Wisconsin Gov. Tony Evers attempted to postpone the state’s primary scheduled for Tuesday, issuing a last-minute executive order after failing to get the Republican-controlled state legislature to agree to a delay. Because the state had been deluged with absentee ballot requests — causing some voters not to get their ballots in time — a federal judge had ordered the state to accept ballots postmarked for an additional six days. Republicans sued to get that ruling overturned and to force the election to go on as scheduled.
This Vox article provides more background on the Wisconsin debacle. Back to Paul Waldman:
Why were they so eager to have the election in the middle of this pandemic? The key race was for a seat on the state supreme court, which will help them solidify their conservative majority, which is in turn vital to maintaining the system of minority rule in Wisconsin. That includes the extraordinary partisan gerrymander of state legislative districts engineered by Republicans, a gerrymander so brutally effective that in the 2018 state assembly elections, Democrats won 53 percent of the votes but Republicans won 63 of the 99 seats.
Republicans know their voters are more likely to have already voted absentee or live in less-populated areas where they can vote safely at a less-crowded polling place. Democrats, on the other hand, are being forced to literally risk their lives to vote. In Milwaukee, a city of 600,000 people, the number of polling places was reduced from 180 to five.
Late Monday, the state Supreme Court ruled that the governor did not have the authority to postpone the election. And then the U.S. Supreme Court overruled the previous decision that allowed six additional days for the absentee ballots. Only ballots postmarked by Tuesday can be counted. So right now people are standing in five-hour-long lines in the middle of a pandemic to try to vote.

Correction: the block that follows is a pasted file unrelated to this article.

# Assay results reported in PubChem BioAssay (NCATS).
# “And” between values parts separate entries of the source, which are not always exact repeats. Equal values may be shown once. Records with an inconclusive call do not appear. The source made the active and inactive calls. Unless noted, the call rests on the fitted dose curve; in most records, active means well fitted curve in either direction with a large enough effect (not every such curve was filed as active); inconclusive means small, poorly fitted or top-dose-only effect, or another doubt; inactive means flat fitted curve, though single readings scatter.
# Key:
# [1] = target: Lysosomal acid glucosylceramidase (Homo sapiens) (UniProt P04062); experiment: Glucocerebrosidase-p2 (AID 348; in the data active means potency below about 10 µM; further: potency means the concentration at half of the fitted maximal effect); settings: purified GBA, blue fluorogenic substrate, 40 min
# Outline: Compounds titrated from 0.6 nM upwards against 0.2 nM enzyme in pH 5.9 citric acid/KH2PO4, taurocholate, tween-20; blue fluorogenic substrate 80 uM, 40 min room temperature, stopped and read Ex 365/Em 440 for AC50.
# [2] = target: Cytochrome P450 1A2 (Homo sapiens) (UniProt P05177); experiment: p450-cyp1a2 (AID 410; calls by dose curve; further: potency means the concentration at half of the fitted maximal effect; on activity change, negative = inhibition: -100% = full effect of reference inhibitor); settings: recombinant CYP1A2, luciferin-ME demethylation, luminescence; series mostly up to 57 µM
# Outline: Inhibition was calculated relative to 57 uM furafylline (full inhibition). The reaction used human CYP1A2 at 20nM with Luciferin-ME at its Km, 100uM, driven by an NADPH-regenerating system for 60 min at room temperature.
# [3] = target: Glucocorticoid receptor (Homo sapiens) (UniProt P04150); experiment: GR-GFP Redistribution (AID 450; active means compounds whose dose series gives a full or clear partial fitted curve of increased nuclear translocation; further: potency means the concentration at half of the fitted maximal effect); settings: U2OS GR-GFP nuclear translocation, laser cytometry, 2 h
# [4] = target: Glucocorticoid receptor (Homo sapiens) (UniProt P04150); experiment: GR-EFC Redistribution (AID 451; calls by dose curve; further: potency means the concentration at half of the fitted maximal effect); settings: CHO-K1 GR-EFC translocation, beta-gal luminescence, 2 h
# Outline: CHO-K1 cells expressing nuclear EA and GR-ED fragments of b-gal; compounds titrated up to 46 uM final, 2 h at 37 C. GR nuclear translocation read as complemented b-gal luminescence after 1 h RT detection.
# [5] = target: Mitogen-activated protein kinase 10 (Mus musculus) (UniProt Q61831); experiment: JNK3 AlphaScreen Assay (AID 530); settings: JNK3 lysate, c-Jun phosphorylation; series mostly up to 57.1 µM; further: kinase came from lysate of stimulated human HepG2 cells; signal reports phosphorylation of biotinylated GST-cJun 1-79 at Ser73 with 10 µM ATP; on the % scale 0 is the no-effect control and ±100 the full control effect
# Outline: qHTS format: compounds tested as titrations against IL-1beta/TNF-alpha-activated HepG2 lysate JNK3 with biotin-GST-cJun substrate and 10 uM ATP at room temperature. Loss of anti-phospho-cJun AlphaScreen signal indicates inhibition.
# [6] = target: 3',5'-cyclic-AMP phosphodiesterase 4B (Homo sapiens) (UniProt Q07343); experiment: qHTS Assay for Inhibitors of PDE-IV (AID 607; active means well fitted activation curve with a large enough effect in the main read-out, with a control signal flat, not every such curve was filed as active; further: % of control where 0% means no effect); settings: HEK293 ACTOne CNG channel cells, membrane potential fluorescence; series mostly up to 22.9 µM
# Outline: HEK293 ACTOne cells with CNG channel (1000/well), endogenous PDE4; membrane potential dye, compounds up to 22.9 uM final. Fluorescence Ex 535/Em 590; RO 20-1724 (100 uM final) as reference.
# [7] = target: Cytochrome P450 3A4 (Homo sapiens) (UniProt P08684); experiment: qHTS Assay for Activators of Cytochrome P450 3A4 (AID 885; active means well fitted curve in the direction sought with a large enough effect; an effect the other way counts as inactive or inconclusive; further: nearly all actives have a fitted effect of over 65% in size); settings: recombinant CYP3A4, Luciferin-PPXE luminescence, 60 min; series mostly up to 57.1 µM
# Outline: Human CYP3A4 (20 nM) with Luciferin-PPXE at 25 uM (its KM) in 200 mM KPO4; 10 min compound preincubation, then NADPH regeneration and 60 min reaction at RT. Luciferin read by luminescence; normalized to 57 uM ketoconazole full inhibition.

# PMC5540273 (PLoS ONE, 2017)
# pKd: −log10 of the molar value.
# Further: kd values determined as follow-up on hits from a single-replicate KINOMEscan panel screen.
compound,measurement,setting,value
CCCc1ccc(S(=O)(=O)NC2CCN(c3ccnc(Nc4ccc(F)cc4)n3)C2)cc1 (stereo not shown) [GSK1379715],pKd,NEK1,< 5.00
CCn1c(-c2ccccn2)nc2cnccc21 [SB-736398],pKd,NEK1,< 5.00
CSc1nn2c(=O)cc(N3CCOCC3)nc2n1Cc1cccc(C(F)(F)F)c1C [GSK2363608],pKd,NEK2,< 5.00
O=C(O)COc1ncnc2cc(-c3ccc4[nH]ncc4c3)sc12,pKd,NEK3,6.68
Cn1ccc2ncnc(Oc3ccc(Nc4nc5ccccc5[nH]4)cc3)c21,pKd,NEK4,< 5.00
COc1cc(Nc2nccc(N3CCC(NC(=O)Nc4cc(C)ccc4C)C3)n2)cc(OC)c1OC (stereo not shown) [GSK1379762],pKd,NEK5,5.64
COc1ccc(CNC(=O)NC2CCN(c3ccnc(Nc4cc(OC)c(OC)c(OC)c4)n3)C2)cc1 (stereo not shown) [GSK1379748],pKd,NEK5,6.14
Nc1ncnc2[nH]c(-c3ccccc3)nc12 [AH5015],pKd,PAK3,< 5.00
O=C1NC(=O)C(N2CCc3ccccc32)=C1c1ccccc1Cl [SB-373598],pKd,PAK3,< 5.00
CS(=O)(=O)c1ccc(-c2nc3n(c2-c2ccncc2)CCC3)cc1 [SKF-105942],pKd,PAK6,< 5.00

Back to Paul Waldman:
This is a very ominous sign for what will happen in November. There will be battles across the country over how the upcoming election will be conducted — whether it will be fair, whether everyone will have access to the ballot and whether we’ll be able to trust the result.
And the Supreme Court will be there to put a thumb on the scales for the Republican Party.
On Monday, by a 5–4 vote, the U.S. Supreme Court approved one of the most brazen acts of voter suppression in modern history. The court will nullify the votes of citizens who mailed in their ballots late—not because they forgot, but because they did not receive ballots until after Election Day due to the coronavirus pandemic. As Justice Ruth Bader Ginsburg wrote in dissent, the court’s order “will result in massive disenfranchisement.” The conservative majority claimed that its decision would help protect “the integrity of the election process.” In reality, it calls into question the legitimacy of the election itself.
See also Leah Litman, The Supreme Court’s Wisconsin Decision Is a Terrible Sign for November, in Atlantic.
And this takes us to the larger question — thanks to Trump appointees, much of the federal judiciary has been larded with loyalist party hacks who are years away from retirement. Dealing with this is going to be a huge problem.
In other news:
President Donald Trump has removed the lead watchdog overseeing the $2 trillion coronavirus package, just days after the official, Glenn Fine, was appointed to the role.
The move came as Trump pursued similar action in recent weeks against independent inspectors general across the federal government.
Acting Navy Secretary Thomas Modly resigned on Tuesday, a day after leaked audio revealed he called the ousted commander of the USS Theodore Roosevelt “stupid” in an address to the ship’s crew, according to a US official and a former senior military official.
So, the news isn’t all bad.